‘Budget cuts’ may even amount to $3.3 billion increase
WASHINGTON – The budget deal struck last Friday to avert a government shutdown cuts the fiscal 2011 deficit by just $352 million, not the $38 billion touted by both parties, according to the Congressional Budget Office.
A CBO analysis found Wednesday that the measure negotiated by President Barack Obama and House Speaker John Boehner (R-OH) to fund the government through September would yield less than one-100th of the deficit savings touted.
The study confirms that the resolution cuts federal spending authority by $38 billion, but concludes that most of the money was unlikely to be spent anyway.
The CBO figure was achieved after clearing the smoke and mirrors, by adjusting for savings that are likely to occur in a future year, spending increases elsewhere in the budget, and the hike in the military budget.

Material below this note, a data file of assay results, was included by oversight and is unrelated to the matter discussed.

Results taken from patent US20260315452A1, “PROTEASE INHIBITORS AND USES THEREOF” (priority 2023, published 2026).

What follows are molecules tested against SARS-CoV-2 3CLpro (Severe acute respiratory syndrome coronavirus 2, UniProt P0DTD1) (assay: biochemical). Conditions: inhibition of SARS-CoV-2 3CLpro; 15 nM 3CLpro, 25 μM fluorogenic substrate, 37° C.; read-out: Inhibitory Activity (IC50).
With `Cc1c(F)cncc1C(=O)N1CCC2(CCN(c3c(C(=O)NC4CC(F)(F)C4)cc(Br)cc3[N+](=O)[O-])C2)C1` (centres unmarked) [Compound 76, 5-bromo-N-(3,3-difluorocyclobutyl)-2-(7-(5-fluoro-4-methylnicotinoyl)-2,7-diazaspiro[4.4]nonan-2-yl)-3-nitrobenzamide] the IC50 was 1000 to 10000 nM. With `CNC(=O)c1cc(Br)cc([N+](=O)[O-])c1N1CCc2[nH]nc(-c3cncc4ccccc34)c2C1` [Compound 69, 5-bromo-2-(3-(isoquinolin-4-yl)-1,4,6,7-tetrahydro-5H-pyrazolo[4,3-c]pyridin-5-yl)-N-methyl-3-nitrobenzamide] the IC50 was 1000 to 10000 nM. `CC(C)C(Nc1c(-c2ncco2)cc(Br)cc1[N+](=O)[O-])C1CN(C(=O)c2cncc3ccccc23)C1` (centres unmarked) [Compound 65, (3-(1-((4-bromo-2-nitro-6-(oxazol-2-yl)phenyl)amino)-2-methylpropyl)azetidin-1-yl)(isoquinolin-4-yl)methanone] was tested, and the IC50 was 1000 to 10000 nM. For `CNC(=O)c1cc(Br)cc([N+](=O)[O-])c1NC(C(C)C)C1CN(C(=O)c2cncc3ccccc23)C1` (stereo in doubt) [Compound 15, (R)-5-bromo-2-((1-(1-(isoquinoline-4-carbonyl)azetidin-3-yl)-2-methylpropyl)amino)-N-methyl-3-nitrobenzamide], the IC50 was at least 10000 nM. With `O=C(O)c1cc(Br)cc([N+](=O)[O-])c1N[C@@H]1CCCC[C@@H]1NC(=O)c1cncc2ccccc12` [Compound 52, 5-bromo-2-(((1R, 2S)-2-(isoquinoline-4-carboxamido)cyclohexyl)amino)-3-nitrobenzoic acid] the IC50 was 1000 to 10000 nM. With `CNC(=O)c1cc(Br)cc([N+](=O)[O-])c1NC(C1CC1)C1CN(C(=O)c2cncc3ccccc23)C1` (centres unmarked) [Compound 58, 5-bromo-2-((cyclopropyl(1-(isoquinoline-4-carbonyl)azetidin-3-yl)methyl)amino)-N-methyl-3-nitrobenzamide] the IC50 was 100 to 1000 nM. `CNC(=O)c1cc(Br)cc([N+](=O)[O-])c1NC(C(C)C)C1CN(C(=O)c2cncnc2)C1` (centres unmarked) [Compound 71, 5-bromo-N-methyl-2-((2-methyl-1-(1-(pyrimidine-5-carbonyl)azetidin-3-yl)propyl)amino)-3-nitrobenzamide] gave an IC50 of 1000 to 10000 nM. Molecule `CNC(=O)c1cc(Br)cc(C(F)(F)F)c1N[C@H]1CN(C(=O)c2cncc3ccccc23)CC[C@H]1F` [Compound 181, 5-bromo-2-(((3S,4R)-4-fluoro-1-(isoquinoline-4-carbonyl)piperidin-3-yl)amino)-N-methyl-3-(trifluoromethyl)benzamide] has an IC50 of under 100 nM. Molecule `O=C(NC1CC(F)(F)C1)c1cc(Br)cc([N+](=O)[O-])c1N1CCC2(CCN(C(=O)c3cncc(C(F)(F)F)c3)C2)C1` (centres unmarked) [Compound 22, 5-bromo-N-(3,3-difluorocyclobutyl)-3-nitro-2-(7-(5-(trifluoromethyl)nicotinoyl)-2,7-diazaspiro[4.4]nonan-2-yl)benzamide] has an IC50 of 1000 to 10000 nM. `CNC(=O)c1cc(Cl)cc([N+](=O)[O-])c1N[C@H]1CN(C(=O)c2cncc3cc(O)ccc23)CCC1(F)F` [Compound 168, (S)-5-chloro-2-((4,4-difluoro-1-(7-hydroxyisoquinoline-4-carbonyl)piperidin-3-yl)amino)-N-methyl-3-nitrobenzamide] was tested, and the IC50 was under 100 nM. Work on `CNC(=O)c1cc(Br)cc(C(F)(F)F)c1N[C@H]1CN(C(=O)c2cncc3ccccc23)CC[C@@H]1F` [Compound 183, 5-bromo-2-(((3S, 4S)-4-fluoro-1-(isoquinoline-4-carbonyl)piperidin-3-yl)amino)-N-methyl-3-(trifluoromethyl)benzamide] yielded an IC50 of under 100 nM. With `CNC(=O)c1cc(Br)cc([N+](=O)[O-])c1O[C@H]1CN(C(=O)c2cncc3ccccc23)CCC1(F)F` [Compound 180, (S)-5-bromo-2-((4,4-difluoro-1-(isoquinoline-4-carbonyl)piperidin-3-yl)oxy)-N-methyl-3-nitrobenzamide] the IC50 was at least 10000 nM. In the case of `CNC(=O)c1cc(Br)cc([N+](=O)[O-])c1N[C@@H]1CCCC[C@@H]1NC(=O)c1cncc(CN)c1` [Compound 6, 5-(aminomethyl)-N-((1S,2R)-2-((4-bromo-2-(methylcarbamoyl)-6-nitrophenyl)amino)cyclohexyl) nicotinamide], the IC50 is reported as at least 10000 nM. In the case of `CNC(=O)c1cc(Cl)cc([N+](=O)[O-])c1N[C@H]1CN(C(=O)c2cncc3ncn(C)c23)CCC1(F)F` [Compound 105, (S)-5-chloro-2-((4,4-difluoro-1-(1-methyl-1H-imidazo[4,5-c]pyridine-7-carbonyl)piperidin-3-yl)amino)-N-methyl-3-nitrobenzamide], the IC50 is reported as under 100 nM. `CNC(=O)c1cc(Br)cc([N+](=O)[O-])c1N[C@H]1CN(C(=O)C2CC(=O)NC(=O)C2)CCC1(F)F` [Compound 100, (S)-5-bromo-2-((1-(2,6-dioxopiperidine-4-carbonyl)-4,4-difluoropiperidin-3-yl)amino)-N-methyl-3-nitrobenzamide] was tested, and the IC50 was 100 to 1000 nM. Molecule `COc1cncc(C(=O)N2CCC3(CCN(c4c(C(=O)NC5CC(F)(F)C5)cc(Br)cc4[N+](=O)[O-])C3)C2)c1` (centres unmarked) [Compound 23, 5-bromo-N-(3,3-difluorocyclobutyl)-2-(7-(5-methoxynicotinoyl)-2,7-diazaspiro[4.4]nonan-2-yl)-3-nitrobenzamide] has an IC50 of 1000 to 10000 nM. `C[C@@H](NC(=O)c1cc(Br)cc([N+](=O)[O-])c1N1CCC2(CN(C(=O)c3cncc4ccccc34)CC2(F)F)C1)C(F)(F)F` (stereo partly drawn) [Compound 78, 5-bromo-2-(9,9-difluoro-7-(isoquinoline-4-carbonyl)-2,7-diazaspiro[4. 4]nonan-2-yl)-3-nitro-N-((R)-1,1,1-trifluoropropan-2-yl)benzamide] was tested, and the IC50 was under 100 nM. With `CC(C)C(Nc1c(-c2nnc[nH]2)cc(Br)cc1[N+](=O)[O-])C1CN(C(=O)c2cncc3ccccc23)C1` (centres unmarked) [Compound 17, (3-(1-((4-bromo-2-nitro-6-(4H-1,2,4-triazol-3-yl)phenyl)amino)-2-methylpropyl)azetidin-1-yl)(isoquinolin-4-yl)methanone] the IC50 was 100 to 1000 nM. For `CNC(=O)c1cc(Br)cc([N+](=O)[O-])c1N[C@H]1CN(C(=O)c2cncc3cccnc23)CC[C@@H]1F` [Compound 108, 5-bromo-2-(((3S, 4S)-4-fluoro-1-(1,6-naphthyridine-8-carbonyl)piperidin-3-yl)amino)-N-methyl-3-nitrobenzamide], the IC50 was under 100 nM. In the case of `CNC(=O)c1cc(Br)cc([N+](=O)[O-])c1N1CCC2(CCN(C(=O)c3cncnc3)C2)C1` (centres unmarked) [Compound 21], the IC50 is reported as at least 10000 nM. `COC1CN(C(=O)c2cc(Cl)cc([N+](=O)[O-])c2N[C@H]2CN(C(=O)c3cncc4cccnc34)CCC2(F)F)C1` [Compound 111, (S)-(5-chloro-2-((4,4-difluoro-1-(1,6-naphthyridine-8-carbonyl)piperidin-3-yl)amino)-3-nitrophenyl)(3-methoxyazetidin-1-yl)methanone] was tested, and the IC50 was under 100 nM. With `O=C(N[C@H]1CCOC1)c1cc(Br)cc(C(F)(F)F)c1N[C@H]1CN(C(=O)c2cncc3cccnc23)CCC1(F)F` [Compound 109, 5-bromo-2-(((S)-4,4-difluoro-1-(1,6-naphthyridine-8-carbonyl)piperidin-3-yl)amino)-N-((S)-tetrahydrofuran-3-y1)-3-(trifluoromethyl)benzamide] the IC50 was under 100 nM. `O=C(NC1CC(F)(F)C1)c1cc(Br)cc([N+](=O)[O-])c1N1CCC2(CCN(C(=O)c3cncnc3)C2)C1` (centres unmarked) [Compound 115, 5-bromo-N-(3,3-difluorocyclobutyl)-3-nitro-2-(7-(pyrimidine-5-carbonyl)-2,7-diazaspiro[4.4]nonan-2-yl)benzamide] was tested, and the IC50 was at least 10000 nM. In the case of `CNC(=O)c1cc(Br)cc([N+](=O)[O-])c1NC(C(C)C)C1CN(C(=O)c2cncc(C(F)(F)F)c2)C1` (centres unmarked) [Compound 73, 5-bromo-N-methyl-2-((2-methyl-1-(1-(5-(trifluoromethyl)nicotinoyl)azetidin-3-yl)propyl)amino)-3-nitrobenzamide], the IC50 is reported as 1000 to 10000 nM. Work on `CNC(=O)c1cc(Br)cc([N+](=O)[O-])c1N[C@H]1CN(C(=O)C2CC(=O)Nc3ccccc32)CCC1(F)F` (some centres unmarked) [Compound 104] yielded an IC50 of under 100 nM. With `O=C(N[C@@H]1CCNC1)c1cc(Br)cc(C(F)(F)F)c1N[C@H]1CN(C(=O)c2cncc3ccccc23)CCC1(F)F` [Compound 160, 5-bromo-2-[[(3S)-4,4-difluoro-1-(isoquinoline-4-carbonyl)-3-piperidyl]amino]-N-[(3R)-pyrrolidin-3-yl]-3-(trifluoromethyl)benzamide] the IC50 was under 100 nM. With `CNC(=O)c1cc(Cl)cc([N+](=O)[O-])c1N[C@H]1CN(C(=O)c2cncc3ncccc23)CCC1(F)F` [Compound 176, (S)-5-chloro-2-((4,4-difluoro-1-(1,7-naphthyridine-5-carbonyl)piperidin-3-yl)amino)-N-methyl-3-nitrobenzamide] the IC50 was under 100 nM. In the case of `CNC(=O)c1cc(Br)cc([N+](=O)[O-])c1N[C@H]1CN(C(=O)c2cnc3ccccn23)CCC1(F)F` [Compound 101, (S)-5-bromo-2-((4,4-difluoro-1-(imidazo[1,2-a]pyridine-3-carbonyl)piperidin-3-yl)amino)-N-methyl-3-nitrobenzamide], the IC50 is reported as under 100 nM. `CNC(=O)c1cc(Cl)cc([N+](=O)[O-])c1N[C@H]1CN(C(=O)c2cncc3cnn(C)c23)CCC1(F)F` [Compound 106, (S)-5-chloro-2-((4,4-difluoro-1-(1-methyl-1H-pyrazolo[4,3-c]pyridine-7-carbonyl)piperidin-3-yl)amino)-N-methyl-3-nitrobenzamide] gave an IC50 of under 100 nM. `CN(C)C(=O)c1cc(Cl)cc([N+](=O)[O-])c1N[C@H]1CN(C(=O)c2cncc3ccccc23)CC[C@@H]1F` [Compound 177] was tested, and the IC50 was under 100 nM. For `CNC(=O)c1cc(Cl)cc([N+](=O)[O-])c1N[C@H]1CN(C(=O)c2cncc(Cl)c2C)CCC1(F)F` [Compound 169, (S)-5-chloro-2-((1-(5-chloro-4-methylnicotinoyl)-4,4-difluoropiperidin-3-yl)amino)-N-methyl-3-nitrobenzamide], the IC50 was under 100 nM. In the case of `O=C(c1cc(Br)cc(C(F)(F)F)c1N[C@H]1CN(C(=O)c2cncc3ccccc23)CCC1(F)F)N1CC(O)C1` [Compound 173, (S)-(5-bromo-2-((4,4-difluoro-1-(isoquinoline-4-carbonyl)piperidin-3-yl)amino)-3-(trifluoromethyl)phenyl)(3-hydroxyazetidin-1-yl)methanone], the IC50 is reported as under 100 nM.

When factoring in war funding, the analysis found that the legislation could even increase total federal outlays by $3.3 billion from 2010 levels.
The trimmed-down figure reflects the harsh realities of cutting spending at a time when dozens of lawmakers were recently ushered into Congress on a mandate to attack the federal budget.
The House is expected to vote on the measure Thursday.
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